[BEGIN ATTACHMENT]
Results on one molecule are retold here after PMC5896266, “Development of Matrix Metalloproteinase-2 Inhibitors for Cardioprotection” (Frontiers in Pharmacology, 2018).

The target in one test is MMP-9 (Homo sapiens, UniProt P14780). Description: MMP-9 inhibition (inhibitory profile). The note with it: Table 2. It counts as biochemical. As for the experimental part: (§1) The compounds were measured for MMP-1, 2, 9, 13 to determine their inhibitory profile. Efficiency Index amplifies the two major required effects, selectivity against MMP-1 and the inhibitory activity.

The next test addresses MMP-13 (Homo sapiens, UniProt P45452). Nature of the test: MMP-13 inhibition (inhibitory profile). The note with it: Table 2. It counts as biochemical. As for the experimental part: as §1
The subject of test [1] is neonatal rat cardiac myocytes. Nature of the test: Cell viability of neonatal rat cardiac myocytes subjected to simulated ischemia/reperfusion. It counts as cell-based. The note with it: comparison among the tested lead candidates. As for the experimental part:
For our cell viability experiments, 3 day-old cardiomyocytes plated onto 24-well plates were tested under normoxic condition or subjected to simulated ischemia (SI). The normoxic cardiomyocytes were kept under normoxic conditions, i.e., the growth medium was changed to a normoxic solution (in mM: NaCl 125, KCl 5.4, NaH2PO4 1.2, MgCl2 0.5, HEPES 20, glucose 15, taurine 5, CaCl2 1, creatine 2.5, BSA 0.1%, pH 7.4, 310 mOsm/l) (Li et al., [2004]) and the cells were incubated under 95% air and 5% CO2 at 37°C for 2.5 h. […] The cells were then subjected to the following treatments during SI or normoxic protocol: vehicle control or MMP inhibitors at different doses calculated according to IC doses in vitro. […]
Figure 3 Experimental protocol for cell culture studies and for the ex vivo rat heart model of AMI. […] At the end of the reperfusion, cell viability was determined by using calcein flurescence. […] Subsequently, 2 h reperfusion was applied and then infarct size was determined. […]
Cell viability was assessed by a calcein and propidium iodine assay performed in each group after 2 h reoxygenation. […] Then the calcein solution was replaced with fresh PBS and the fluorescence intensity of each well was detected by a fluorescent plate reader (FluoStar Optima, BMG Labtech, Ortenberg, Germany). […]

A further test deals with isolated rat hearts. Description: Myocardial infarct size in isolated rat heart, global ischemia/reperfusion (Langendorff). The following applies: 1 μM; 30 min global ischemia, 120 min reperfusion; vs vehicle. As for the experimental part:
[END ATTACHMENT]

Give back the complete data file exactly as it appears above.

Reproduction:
Results on one molecule are retold here after PMC5896266, “Development of Matrix Metalloproteinase-2 Inhibitors for Cardioprotection” (Frontiers in Pharmacology, 2018).

The target in one test is MMP-9 (Homo sapiens, UniProt P14780). Description: MMP-9 inhibition (inhibitory profile). The note with it: Table 2. It counts as biochemical. As for the experimental part: (§1) The compounds were measured for MMP-1, 2, 9, 13 to determine their inhibitory profile. Efficiency Index amplifies the two major required effects, selectivity against MMP-1 and the inhibitory activity.

The next test addresses MMP-13 (Homo sapiens, UniProt P45452). Nature of the test: MMP-13 inhibition (inhibitory profile). The note with it: Table 2. It counts as biochemical. As for the experimental part: as §1
The subject of test [1] is neonatal rat cardiac myocytes. Nature of the test: Cell viability of neonatal rat cardiac myocytes subjected to simulated ischemia/reperfusion. It counts as cell-based. The note with it: comparison among the tested lead candidates. As for the experimental part:
For our cell viability experiments, 3 day-old cardiomyocytes plated onto 24-well plates were tested under normoxic condition or subjected to simulated ischemia (SI). The normoxic cardiomyocytes were kept under normoxic conditions, i.e., the growth medium was changed to a normoxic solution (in mM: NaCl 125, KCl 5.4, NaH2PO4 1.2, MgCl2 0.5, HEPES 20, glucose 15, taurine 5, CaCl2 1, creatine 2.5, BSA 0.1%, pH 7.4, 310 mOsm/l) (Li et al., [2004]) and the cells were incubated under 95% air and 5% CO2 at 37°C for 2.5 h. […] The cells were then subjected to the following treatments during SI or normoxic protocol: vehicle control or MMP inhibitors at different doses calculated according to IC doses in vitro. […]
Figure 3 Experimental protocol for cell culture studies and for the ex vivo rat heart model of AMI. […] At the end of the reperfusion, cell viability was determined by using calcein flurescence. […] Subsequently, 2 h reperfusion was applied and then infarct size was determined. […]
Cell viability was assessed by a calcein and propidium iodine assay performed in each group after 2 h reoxygenation. […] Then the calcein solution was replaced with fresh PBS and the fluorescence intensity of each well was detected by a fluorescent plate reader (FluoStar Optima, BMG Labtech, Ortenberg, Germany). […]

A further test deals with isolated rat hearts. Description: Myocardial infarct size in isolated rat heart, global ischemia/reperfusion (Langendorff). The following applies: 1 μM; 30 min global ischemia, 120 min reperfusion; vs vehicle. As for the experimental part: